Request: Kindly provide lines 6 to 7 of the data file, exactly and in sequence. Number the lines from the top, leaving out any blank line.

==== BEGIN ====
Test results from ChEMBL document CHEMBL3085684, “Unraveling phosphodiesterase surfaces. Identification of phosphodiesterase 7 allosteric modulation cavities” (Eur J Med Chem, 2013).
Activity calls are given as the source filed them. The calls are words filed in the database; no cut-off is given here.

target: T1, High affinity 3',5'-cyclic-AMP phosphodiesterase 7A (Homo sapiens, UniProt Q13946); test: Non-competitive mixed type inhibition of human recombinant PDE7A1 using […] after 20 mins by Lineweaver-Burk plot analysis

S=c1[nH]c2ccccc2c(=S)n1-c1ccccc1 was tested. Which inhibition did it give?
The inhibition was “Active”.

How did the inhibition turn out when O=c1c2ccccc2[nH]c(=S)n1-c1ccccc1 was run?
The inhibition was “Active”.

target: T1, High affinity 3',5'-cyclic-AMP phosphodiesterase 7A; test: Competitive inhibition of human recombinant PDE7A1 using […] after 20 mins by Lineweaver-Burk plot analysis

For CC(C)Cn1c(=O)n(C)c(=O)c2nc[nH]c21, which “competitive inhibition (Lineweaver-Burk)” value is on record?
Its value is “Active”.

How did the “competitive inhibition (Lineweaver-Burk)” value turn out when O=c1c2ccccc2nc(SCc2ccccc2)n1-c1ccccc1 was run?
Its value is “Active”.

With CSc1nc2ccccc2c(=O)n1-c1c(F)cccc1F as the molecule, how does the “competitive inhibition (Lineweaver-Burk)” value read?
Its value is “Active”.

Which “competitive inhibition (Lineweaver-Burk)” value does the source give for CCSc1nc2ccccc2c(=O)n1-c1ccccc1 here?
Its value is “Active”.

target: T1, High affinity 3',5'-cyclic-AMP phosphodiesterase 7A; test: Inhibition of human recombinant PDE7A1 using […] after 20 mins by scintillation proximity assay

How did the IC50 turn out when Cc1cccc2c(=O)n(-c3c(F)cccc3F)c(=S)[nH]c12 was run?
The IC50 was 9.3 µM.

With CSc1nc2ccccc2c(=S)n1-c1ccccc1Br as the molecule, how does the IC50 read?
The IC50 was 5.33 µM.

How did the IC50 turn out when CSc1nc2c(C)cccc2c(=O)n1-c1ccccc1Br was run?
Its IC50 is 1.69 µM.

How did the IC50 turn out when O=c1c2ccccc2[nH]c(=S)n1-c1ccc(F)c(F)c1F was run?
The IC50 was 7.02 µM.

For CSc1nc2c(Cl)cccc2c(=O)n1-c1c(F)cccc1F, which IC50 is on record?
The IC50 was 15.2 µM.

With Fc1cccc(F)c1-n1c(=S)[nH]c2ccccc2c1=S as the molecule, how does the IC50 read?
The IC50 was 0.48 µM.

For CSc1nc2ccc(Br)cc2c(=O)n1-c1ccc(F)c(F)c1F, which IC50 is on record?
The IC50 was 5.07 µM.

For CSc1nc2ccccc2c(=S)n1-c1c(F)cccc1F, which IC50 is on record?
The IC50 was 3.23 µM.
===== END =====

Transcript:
How did the inhibition turn out when O=c1c2ccccc2[nH]c(=S)n1-c1ccccc1 was run?
The inhibition was “Active”.